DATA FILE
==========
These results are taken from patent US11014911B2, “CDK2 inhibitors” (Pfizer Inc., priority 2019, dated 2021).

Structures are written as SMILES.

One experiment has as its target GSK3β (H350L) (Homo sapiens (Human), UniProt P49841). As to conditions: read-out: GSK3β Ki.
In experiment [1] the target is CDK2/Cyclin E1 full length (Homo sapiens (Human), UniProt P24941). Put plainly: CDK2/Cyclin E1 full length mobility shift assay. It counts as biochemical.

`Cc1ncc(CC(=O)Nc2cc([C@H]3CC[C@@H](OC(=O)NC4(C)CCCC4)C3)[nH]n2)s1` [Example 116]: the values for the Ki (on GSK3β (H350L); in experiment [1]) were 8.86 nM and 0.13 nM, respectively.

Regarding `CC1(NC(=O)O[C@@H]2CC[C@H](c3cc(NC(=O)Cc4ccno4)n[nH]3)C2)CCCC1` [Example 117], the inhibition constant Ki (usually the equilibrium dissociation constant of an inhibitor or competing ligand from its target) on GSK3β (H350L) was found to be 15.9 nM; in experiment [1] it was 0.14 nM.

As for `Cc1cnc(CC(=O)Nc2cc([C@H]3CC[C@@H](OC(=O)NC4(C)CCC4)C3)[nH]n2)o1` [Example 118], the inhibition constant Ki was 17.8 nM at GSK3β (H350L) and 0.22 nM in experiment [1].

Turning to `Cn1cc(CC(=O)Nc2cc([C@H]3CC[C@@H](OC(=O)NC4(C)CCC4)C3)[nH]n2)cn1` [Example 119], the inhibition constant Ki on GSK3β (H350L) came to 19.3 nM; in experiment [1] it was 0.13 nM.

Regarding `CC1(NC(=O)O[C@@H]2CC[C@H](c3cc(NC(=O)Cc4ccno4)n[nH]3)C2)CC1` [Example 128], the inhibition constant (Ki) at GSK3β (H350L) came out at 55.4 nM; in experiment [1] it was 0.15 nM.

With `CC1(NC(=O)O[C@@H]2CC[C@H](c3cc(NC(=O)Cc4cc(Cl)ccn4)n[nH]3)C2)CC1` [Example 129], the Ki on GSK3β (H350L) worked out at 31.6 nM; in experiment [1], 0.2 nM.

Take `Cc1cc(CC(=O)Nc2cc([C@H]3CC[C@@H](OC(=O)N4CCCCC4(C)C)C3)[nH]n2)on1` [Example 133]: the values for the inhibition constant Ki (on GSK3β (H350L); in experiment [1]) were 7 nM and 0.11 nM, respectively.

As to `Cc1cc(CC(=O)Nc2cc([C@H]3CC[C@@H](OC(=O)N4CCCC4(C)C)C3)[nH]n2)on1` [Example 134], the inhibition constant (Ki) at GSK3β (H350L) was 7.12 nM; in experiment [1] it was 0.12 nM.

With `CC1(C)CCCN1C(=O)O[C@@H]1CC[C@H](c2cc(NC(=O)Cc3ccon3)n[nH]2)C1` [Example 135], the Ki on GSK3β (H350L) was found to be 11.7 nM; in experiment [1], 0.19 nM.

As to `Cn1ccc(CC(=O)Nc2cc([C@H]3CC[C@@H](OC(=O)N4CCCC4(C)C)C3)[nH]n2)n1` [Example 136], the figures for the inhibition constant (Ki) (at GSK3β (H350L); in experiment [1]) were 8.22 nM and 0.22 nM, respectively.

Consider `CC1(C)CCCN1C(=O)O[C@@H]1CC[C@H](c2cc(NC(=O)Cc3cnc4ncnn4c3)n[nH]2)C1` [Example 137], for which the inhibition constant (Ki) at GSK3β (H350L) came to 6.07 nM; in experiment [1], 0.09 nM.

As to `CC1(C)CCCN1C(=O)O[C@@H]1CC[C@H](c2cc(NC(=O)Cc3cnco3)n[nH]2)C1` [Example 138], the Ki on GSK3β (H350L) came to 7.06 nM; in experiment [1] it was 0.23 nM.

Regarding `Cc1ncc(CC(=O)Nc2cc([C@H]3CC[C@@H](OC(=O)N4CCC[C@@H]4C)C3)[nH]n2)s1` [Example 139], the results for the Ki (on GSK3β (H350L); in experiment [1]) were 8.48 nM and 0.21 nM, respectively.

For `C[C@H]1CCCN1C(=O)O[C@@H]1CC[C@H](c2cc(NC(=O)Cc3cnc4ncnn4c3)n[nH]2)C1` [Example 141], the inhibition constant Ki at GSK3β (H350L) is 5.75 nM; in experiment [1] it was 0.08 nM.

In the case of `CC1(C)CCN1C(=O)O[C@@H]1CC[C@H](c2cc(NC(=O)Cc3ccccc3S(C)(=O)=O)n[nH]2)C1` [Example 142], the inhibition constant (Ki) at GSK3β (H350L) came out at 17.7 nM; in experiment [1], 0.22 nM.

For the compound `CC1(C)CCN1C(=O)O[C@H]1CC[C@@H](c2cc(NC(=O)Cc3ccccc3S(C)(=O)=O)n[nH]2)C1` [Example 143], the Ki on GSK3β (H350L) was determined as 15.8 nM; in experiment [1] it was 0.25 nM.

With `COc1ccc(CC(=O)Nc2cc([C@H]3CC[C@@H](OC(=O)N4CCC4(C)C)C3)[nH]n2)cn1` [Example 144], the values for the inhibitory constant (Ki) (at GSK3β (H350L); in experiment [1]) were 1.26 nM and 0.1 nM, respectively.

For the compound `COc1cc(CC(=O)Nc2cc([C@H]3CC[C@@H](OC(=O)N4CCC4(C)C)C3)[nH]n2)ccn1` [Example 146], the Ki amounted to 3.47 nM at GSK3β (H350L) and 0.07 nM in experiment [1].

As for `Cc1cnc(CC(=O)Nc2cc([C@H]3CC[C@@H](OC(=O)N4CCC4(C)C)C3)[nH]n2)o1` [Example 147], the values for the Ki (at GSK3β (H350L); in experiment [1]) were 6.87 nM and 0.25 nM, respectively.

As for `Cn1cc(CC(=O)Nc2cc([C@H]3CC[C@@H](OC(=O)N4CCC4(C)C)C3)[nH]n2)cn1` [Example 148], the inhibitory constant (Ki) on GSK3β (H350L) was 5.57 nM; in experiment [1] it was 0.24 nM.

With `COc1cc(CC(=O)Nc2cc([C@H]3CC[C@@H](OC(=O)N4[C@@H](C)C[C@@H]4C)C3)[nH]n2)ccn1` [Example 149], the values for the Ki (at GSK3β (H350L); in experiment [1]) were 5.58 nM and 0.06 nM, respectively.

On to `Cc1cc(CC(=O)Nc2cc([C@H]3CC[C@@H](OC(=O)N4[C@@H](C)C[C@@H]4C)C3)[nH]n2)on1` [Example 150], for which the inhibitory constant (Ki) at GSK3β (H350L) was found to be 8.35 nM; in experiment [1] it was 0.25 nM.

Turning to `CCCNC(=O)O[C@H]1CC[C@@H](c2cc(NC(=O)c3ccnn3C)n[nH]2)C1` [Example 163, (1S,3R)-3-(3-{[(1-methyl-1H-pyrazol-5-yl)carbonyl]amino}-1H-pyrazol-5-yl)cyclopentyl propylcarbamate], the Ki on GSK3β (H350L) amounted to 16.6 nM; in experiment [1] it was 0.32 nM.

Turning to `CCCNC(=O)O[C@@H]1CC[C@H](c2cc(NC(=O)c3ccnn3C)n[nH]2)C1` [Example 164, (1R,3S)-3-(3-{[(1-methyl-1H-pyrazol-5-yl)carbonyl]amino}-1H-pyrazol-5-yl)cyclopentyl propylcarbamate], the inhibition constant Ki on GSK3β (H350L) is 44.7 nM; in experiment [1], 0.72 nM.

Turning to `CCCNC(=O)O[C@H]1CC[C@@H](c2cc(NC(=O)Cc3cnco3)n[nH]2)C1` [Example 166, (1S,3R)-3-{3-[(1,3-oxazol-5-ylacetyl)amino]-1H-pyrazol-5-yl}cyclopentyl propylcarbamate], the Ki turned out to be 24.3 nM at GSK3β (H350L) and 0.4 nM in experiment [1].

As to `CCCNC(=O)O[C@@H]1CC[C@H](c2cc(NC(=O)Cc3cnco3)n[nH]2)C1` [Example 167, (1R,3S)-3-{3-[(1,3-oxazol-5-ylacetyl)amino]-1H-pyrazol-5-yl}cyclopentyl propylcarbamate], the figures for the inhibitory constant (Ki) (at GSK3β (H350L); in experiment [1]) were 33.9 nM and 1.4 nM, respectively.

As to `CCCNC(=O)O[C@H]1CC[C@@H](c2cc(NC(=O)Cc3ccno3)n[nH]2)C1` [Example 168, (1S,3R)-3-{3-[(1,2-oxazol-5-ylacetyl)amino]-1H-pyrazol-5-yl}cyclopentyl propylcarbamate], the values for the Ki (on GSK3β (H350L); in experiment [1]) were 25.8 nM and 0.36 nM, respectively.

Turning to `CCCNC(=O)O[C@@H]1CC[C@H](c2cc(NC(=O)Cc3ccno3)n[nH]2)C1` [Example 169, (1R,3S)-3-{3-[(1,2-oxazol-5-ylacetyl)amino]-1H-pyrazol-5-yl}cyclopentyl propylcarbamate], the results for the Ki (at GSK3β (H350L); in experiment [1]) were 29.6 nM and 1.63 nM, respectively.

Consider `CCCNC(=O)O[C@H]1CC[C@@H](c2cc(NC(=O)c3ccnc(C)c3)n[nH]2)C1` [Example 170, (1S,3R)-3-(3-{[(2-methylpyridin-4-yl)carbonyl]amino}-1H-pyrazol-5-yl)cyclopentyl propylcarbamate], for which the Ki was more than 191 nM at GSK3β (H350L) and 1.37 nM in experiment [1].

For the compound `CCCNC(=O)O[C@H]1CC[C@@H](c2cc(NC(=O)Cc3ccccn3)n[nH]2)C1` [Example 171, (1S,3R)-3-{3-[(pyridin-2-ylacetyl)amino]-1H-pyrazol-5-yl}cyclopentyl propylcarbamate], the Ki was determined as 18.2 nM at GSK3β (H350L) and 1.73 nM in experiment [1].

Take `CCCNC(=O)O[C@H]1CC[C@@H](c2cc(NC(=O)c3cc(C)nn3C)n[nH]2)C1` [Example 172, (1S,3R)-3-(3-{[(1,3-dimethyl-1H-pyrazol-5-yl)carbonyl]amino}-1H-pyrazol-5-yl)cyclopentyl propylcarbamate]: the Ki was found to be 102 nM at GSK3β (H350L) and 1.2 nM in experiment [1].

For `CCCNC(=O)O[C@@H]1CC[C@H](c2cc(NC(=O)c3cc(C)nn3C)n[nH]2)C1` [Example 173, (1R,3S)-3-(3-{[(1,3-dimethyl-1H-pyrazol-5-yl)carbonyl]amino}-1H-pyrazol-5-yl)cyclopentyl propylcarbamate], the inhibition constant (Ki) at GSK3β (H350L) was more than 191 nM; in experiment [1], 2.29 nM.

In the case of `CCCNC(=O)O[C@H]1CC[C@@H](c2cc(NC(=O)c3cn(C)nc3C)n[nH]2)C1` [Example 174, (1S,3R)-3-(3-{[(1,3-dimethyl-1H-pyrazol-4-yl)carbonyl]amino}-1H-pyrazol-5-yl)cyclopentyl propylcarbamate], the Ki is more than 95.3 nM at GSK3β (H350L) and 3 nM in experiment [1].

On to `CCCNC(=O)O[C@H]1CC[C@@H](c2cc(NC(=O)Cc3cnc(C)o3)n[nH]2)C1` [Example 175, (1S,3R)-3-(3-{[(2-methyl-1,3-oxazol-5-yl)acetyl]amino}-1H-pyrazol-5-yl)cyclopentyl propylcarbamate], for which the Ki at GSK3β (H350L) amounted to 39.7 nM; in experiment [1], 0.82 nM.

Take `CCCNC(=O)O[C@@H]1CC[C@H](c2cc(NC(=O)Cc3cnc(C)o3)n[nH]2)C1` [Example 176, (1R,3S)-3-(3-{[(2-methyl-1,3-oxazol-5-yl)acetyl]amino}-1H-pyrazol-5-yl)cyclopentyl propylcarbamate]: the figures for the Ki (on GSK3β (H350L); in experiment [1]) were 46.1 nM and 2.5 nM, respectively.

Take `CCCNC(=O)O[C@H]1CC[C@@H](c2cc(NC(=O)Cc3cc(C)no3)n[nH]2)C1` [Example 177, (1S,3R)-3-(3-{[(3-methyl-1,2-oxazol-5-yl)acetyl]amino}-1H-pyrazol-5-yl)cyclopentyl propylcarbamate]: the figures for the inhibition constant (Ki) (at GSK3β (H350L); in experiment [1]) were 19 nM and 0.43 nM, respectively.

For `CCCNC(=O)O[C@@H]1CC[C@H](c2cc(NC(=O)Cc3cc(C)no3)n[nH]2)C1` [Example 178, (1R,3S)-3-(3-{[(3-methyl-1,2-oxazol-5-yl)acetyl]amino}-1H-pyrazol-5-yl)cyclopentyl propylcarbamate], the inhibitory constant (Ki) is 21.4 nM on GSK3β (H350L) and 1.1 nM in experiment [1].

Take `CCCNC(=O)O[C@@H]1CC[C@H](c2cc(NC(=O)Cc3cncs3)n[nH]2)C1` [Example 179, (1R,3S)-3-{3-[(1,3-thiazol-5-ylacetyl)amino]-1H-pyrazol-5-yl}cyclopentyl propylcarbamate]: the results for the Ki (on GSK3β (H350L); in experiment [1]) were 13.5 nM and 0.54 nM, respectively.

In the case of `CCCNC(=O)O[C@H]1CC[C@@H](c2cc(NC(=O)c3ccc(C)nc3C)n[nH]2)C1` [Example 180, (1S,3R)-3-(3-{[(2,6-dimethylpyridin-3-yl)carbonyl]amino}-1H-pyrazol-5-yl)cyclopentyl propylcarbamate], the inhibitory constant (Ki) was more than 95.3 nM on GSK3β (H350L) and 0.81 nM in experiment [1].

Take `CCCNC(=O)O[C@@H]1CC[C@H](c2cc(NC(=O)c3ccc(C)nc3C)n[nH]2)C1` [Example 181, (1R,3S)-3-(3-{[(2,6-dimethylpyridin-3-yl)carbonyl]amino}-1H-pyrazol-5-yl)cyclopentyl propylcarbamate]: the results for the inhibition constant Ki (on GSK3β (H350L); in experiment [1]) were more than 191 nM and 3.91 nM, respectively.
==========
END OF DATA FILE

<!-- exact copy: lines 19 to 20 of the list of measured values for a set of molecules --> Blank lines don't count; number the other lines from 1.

In the case of `CC1(C)CCN1C(=O)O[C@@H]1CC[C@H](c2cc(NC(=O)Cc3ccccc3S(C)(=O)=O)n[nH]2)C1` [Example 142], the inhibition constant (Ki) at GSK3β (H350L) came out at 17.7 nM; in experiment [1], 0.22 nM.

For the compound `CC1(C)CCN1C(=O)O[C@H]1CC[C@@H](c2cc(NC(=O)Cc3ccccc3S(C)(=O)=O)n[nH]2)C1` [Example 143], the Ki on GSK3β (H350L) was determined as 15.8 nM; in experiment [1] it was 0.25 nM.